Near Garscd's flax mill, the foot-path crosses to the eastern shore of the stream, on a rude log chained to an adjacent stone, and passes up through a forest overhanging the sluggish waters, and through a thick underwood, which, in some places, is almost impenetrable. Occasional openings in the dense foliage, which become more frequent as the pedestrian progresses up the stream, afford highly picturesque and enchanting views of the surrounding hills, such as those who appreciate Nature in her majesty, would journey miles upon miles, and endure pain and fatigue without murmuring, to behold. In every direction the scenes unfolded to the eye are rich and enchanting beyond description, and remind the writer who associates therewith ideas of intellectual pleasure and enjoyment, of the beautiful lines of the poet:

Vol.. II —4

"Dear solitary groves, where peace doth dwell!
Sweet harbors of pure love and innocence!
How willingly could I forever stay
Beneath the shade of your embracing greens,
List'ning unto the harmony of birds,
Tun'd with the gentle murmur of the stream." .

One of the most interesting spots on the Wissahiccon, is in the immediate vicinity of the great perpendicular rock of granite, opposite Rittcnhouse's mill. Here the dark shadows of the hill full, with beautiful effect, upon the gurgling stream, and the rich and deep woodland foliage, the tangled and fragrant shrubbery, the towering cliffs on the one side, and imposing hills and dales on the other, give to the place a charm and fascination, which the reflecting mind may enjoy, but of which it is impossible to convey with the pen, any accurate description. It was near this enchanting place, on the sun side of a high hill, as is currently believed, that Kelpius and his friend, scholars of Germany, located themselves about the close of the seventeenth century, and where for years they dwelt in quiet and religious meditation, awaiting, with anxious prayer, the coming of the "Lady of the Wilderness," and where they died, as we now know, "without the sight." It was here, that, at a period long anterior to the arrival of Kelpius, the untamed monarch of these wilds came to enjoy the rich treasures of nature, and to worship, in silence, the goodness and bounty of the Great Spirit. It was here, perhaps, on the summit of this very hill, that the original owners of the soil convened for the war dance, and to make preparations for a furious and bloody contest; or mayhap it was here that the chiefs of different tribes assembled to bury the hatchet of war, and to smoke the calumet of amity and peace. Perhaps it was here that the noble young warrior, flushed with the honors of victory, stole silently at the midnight hour, to breathe his tale of love and his vows of devotion, into the ear of his blushing and affianced bride; and surely no spot can be found, in the whole range of our wide-spread territory, so suitable for scenes of this character. Here is the abode of romance, here the spirit of nature holds undisputed sway— and here, among these rugged rocks, and in this dense foliage—by the side of this poetic stream, with its associations of woody heights and shady dells, it is fitting that pure and holy vows of love should be uttered, where Heaven, in every leaf of the forest, in every blade of grass, may be called upon to bear witness to their sincerity and truth.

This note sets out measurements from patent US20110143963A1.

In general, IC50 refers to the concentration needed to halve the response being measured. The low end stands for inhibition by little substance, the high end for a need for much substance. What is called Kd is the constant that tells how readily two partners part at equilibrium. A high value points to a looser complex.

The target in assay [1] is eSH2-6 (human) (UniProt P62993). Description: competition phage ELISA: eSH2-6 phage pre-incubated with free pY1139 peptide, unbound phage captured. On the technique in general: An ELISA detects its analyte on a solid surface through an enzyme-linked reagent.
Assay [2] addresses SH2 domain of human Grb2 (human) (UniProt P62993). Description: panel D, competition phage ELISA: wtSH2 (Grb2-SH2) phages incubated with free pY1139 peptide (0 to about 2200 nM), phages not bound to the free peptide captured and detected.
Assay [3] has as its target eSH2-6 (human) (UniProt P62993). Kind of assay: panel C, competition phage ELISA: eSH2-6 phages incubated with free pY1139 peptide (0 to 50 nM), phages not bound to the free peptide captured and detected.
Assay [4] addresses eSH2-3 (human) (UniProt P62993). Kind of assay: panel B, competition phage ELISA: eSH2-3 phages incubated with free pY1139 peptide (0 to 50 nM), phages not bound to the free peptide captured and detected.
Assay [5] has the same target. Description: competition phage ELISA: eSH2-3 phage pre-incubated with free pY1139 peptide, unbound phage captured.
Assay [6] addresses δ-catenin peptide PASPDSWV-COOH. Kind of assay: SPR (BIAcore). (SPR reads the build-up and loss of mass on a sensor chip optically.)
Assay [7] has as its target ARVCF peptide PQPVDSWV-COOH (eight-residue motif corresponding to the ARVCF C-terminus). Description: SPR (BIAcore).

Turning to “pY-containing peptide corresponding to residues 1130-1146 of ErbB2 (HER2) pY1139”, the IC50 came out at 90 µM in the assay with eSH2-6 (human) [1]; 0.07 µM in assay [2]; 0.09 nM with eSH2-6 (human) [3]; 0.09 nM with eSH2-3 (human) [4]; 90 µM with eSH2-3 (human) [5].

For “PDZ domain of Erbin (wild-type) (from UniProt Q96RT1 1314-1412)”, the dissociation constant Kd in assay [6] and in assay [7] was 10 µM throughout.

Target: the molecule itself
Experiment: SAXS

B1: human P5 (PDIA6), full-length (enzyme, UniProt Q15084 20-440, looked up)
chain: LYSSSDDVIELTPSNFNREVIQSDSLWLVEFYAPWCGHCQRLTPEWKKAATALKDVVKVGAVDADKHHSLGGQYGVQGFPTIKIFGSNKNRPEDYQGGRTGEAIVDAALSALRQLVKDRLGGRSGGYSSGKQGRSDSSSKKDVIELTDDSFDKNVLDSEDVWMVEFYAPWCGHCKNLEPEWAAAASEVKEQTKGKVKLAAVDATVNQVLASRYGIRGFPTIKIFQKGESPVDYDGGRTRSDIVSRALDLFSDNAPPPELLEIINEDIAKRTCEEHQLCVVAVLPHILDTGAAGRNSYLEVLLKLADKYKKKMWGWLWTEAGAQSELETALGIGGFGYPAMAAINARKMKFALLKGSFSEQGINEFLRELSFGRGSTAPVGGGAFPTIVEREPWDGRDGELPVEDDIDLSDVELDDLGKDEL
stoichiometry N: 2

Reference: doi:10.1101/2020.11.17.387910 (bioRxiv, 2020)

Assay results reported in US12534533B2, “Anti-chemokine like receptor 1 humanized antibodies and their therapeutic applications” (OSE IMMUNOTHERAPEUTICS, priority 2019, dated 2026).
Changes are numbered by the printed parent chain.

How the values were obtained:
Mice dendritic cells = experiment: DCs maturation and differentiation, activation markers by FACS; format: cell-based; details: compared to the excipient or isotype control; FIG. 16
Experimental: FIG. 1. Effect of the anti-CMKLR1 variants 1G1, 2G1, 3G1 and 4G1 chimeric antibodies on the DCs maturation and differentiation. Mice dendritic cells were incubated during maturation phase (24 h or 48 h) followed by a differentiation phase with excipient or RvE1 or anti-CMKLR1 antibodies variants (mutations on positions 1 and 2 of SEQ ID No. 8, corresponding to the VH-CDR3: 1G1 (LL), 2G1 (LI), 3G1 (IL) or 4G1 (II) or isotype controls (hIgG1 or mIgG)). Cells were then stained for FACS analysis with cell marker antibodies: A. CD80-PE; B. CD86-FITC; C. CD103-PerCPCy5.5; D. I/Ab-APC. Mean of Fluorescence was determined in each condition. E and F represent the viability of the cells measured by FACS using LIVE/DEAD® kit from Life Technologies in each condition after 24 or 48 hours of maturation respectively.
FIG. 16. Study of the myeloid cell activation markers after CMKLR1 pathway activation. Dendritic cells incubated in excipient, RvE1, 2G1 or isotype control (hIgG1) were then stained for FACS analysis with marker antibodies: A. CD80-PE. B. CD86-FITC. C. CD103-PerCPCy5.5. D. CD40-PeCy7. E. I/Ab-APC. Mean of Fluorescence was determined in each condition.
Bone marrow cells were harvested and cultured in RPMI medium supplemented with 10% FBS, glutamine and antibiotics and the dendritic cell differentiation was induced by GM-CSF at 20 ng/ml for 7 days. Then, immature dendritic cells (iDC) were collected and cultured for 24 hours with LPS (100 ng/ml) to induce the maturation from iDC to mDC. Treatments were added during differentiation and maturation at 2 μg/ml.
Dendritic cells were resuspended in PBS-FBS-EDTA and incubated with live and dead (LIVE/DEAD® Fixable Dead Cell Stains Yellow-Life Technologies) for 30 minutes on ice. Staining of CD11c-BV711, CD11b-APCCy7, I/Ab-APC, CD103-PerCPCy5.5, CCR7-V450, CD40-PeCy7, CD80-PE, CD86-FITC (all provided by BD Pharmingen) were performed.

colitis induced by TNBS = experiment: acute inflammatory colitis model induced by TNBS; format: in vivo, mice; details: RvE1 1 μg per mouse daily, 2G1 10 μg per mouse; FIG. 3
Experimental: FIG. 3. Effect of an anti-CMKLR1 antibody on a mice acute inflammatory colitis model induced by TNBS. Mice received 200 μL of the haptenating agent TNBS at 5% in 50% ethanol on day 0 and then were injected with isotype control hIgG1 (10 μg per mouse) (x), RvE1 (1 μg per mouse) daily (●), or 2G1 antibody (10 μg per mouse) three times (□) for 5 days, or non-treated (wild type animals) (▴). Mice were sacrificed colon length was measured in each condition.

But the Wissahiccon has fallen into other hands. The untutored savage no longer strolls over these silent mountains and vales, for his abode has been removed far away, beyond the western waters. The bones of his warrior fathers lie bleached and neglected in the depths of the valley, for the high-bounding spirit of the son is tamed, by the contaminating influence of his civilized brethren. The active deer no longer bounds over the hills and dales of the Wissahiccon, for he has been driven to more sequestered abodes. The stream is, however, much the same—its placid waters are still beautiful as mirrors—its shores are still romantic—its groves are still enchanting—and so may they ever remain, undisturbed, untouched by the dilapidating hand of man I The place should ever be reserved as a refreshing retreat, where the soul may be uplifted in devotion, and

the heart gladdened in sweet contemplation—where no sound shall be heard but the notes of melody and joy, in delightful unison with the tones of the murmuring rill

"To sit on rocks, to muse o'er flood and felt,

To slowly trace the forest's shady scene,
Where things that own not man's dominion dwell,

And mortal foot hath ne'er or rarely been;
To climb the trackless mountain, all unseen,
With the wild flock that never needs a fold j